The Last Resort

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Joel is naked, possible traveling clothes circling his feet like a Christmas tree skirt, when he announces that he has the body of a fifty year old: white, flabby, varicose-veined. He is, in fact, twenty-six. Julie, who moved into Joel’s apartment six months ago, is not repulsed by his fat. Therefore, Joel concludes, she must be in collusion with it. “Why don’t you two run off together,” he once suggested. His flesh is so lively and slippery, it seems to Julie it could be taken off, a selkie slipping out of its sealskin. Joel fixes one eyeball on Julie. Will she take the flab’s side against him? With the other eyeball he takes a final survey of their home through the open bedroom door before their departure: Did she leave Her Body, Ourselves by Adam Daviesanything lying about? He spots an apron decorated with strawberries on the floor. Julie doesn’t cook, exactly; she just likes to walk around wearing aprons and rollers. “Harrumph,” Joel says. He pronounces every letter: “H-a-r-r-u-m-p-h.” Joel’s elocution always makes Julie shiver. He taught her that word: elocution. Julie is a very ungathered girl. It’s so comforting when Joel compartmentalizes her. Her actions are no longer inexplicable; they’re Pyrrhic. She is Pavlovian, she is neurotic. Each time he tells her how she is, she bounces the word on her tongue for weeks, forming the syllables with agility and completely like he does. She feels named, and she’s not afraid anymore. Julie senses the eyeball still waiting on her response. She wonders if it’s better or worse that in fact Joel looks more like a shaved albino bunny than a fifty-year-old man. She decides not to bring it up.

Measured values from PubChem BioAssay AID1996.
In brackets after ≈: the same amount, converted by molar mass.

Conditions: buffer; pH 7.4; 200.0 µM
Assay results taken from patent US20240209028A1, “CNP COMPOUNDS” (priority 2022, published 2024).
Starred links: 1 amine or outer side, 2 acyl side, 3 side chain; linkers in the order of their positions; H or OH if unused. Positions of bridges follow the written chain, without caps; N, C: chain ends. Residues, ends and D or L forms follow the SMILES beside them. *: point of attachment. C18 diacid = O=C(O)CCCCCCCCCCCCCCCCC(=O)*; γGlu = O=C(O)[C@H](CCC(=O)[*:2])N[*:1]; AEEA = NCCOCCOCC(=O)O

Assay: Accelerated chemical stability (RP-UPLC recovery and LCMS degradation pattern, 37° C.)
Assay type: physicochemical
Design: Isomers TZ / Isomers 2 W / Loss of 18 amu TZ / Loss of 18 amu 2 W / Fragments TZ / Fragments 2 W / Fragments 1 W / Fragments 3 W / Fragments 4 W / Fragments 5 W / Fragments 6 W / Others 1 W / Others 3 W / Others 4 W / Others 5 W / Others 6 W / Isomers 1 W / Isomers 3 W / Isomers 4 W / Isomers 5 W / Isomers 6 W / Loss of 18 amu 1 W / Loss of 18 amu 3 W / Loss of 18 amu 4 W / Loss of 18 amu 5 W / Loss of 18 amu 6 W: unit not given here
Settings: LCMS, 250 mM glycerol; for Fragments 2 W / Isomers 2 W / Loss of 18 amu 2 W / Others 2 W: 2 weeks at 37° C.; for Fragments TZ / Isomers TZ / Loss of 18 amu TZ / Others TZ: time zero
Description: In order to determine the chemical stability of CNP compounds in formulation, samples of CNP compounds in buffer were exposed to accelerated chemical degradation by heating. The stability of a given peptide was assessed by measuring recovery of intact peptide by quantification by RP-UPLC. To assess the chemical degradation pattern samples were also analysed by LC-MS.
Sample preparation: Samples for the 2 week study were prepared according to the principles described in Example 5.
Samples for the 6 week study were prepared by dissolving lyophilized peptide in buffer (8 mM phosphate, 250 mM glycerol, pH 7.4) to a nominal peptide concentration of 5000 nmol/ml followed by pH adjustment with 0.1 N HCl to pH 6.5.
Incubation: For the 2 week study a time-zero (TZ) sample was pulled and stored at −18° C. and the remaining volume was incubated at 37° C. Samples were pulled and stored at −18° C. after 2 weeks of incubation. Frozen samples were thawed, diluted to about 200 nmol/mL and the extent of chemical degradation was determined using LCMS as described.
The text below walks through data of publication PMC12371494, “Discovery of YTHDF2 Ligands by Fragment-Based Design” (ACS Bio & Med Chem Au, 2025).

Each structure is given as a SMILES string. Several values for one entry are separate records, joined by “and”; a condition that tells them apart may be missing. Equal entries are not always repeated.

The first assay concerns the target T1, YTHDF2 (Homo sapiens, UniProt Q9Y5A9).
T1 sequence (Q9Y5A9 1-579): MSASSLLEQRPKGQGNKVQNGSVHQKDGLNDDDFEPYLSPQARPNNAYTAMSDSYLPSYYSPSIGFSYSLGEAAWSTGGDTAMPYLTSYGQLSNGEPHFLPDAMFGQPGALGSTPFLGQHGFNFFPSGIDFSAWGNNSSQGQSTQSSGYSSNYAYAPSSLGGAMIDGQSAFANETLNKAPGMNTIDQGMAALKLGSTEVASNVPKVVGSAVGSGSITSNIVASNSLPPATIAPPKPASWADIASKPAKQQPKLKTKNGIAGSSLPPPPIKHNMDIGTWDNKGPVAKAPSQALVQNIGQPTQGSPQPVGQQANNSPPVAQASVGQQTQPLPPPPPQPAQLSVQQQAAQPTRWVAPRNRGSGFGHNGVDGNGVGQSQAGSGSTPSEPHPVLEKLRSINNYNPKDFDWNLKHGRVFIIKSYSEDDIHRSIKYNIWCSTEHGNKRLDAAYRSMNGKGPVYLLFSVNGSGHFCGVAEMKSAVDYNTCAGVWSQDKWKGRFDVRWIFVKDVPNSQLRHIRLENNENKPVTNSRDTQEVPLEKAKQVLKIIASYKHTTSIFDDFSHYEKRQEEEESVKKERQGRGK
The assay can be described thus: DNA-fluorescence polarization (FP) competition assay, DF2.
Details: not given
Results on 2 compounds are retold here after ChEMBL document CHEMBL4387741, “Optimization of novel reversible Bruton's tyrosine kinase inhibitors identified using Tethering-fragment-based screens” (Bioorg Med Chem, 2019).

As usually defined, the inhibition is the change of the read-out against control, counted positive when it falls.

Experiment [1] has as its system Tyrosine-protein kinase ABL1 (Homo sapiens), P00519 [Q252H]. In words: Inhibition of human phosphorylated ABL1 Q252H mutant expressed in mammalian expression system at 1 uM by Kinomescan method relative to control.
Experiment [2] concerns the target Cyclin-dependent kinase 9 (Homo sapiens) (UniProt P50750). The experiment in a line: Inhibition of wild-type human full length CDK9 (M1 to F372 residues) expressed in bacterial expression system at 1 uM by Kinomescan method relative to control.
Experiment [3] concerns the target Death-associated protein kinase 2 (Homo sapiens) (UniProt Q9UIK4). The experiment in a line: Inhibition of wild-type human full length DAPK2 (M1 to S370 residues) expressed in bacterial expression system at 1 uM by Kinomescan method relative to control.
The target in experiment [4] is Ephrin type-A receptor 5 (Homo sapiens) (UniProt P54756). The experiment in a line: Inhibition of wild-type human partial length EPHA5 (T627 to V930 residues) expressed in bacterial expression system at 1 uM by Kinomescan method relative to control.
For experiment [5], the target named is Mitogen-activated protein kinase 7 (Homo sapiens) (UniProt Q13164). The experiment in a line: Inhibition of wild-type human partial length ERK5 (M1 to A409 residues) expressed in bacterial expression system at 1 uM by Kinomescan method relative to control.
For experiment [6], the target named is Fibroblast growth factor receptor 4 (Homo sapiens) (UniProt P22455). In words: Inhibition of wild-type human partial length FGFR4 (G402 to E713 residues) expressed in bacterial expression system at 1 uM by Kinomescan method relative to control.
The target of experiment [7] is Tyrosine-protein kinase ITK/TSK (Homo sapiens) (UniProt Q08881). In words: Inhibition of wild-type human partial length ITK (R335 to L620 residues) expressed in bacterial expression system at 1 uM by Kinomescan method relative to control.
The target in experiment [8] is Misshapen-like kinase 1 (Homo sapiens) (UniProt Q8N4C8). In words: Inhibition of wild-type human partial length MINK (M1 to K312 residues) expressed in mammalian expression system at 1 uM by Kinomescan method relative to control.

“I wanna pickpocket you,” she says finally. “Your front pockets. Heh, heh.” She means she is captivated by the secretive way his skin folds over itself — even as a little girl she loved pockets, lots of pockets, and her grandmother would sew an extra half-dozen on all her outfits — but she can tell Joel thinks she’s just being gratuitous again. Julie, Joel notes sullenly for the thousandth time, is absolutely pretty, in face, body and in crazy mind. He steps clumsily into the pants he chose; he puts the rest of his clothes back in their proper drawers. Julie loves the contrast between his exact thoughts and his imprecise physical form. She wants to pickpocket his mind as well — follow him around and then, when the opportunity comes, make off with his head’s contents! She doesn’t tell him that part. Joel is perplexed by Julie’s interest in him. Frankly, he finds it a little irritating. He knows he’s nothing to shake a stick at: he processes claims for a living; he likes TV. Joel doesn’t want anyone shaking any sticks at him. Julie is a pronounced stick-shaker. Julie is the one who picked Yellowstone as their vacation spot, because of a vague but urgent theory that only by changing atmospheric levels — going below sea level or up a mountain, thus changing Joel’s and Julie’s atomic makeup — could love be renewed. But Yellowstone is neither below sea level nor up a mountain, Julie’s mother pointed out when apprised of the plan. Yes, but it is only two hours away, Julie countered. The fact that Julie’s reasons constantly shift doesn’t make them any less compelling in her eyes. Besides, water is not supposed to go up, but Her Body, Ourselves by Adam Daviesat Yellowstone it does, in the form of a sixty-foot geyser. Joel was in a rare state of disorganization when he fell in love with Julie — his workplace flooded, his father disappeared. Julie is counting on the confusion of water moving the wrong way and goats fainting to render him once again incompetent to defend himself against her burrowing advances. The brochure doesn’t explain the goats; it just presents them. “See our famous fainting goats.”